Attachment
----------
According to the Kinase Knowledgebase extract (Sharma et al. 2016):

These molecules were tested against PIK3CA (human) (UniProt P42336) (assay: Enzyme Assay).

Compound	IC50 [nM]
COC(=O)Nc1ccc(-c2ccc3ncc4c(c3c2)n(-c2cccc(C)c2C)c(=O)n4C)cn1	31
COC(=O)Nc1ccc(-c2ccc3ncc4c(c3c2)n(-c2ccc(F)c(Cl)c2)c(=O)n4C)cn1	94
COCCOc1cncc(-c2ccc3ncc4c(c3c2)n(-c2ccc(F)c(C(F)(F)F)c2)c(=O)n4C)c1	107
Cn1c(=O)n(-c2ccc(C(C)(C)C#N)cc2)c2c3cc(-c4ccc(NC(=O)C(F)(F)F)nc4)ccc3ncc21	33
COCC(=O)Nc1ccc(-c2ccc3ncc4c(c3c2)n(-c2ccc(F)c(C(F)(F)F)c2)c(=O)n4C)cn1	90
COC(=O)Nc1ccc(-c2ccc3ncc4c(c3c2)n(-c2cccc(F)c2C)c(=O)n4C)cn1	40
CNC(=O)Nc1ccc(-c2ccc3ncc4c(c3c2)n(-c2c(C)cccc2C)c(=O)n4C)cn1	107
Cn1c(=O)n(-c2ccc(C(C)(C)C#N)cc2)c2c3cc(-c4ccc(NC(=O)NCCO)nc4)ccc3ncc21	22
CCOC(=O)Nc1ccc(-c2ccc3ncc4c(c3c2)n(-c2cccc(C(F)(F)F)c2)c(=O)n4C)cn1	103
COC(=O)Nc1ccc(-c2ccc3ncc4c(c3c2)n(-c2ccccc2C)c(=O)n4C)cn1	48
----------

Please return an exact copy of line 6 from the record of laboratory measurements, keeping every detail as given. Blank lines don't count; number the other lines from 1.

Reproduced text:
COCCOc1cncc(-c2ccc3ncc4c(c3c2)n(-c2ccc(F)c(C(F)(F)F)c2)c(=O)n4C)c1	107